To Cindy Lou Who

In honor of what would have been my father’s 94th birthday and transgender awareness week.  

My adoptive father, Frank, was born in 1926.  The first born son of a depression-era family, he grew up to be highly responsible, emotionally unaware, and fearful of scarcity. Once my mother, Marie, had died, he hoarded, buying multiple versions of the same items, stockpiling canned goods and paper products.  It’s been over 12 years since his death and only recently have I finally used the last of the plastic wrap (What?  Was I supposed to throw out perfectly good cling-wrap??)  

He’d impressed me in those early post-Marie months with his resilience.  My mother had been the dominant figure, the keeper of the finances, and Frank had always seemed so easily subject to her will.  Once freed from restraint, he went on a shopping spree, bought a boat and a car, fishing gear, and a computer.  He’d even gone to the library for classes on how to email and use the Internet and had started sending me the occasional updates.   

Then, on a summer Sunday in 1998, I opened one such update and gazed upon the small, blurry picture of a mini-skirted, blonde-wigged individual, attempting a seductive pose.  “I’ve always wanted to look like Marilyn Monroe, “ it read. “What do you think?”

My first thought was that it had to be some sort of joke.  Some teenaged cousin must have hacked into the account.  This was obviously a reconfigured photograph from some outside source.  MY father, my silent, 72 year old, blue collar father, was NOT wearing a push-up bra and fuck-me heels.  I dialed the phone.  He picked up on the first ring.  “I guess you got my email.”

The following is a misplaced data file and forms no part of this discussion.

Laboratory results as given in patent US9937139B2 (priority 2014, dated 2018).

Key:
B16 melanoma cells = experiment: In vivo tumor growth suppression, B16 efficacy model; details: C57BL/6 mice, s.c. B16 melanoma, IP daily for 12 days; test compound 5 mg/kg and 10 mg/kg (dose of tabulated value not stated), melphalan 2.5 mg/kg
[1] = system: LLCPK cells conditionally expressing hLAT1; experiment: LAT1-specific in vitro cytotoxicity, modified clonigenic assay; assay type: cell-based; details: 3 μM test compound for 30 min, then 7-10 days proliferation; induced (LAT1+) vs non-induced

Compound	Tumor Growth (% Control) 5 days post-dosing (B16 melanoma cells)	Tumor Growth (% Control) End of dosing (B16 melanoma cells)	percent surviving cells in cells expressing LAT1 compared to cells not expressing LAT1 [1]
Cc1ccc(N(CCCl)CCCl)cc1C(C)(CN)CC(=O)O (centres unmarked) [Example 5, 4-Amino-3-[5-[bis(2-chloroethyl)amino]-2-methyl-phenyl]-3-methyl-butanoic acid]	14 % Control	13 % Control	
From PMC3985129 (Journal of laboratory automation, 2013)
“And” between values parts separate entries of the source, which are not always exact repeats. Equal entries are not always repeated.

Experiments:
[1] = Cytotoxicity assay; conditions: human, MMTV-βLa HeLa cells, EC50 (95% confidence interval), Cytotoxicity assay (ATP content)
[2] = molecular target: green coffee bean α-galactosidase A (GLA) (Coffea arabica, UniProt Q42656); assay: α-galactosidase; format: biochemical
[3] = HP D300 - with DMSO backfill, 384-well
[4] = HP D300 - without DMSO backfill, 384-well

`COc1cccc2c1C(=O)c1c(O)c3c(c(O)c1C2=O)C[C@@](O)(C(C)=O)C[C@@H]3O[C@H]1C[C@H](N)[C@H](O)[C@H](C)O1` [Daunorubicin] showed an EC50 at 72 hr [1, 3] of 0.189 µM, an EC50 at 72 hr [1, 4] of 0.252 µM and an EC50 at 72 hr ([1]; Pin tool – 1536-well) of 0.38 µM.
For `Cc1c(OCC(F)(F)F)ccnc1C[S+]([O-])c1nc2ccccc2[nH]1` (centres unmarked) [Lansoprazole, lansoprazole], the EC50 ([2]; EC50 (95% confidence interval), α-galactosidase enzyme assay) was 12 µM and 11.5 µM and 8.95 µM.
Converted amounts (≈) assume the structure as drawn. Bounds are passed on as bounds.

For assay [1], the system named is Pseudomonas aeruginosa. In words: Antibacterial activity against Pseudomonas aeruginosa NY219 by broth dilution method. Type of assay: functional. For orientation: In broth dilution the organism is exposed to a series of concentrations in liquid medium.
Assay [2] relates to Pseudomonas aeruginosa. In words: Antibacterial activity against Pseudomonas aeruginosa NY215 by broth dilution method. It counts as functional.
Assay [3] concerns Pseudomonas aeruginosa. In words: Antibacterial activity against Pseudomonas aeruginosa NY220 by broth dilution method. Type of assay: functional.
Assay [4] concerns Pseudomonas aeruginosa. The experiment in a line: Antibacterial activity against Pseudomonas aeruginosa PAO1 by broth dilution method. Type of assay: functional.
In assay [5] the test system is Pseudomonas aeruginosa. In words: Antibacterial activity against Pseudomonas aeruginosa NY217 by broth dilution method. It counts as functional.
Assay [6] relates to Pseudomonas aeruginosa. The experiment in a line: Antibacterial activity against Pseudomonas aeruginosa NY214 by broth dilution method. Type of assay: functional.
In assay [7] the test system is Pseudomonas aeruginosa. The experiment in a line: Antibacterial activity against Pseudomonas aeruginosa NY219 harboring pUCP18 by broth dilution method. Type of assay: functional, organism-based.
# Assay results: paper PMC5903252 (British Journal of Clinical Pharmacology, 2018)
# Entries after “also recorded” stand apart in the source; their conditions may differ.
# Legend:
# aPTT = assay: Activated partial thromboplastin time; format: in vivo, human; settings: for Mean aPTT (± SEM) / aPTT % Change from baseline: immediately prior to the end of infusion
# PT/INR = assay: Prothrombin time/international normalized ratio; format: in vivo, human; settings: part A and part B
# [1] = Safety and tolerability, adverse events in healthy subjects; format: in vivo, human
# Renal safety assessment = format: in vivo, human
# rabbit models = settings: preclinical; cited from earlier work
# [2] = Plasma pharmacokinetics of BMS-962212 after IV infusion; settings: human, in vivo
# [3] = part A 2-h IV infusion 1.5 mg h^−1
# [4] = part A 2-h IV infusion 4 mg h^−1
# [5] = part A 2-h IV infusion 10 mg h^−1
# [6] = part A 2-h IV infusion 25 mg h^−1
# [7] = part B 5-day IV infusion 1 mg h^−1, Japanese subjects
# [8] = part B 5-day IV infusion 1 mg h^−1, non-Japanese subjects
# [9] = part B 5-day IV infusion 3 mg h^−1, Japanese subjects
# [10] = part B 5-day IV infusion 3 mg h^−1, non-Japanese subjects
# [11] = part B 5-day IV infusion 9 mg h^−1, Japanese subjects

“What do you think?”  he asked.  I replied, as any daughter might:

“Nice legs.”

In fact, Frank always did have great gams. They were slender, but strong and shapely, and as a chubby teenager, I was envious of them.  I was never comfortable in short skirts and certainly could never pull off anything like the come-hither glare of that person in the photo.  Nor did that align with the man I knew as my father.  Frank was a demure figure, standing obediently holding bags in the sweltering heat of Alexander’s department store during the annual school clothes shopping ordeal.  He would smile and wave, twiddling his fingers at me when he would come home from work.  I recall no conversation from him beyond, “how are you, little girl?”  As that little girl, I adored him, until I didn’t, which is a tale for another day.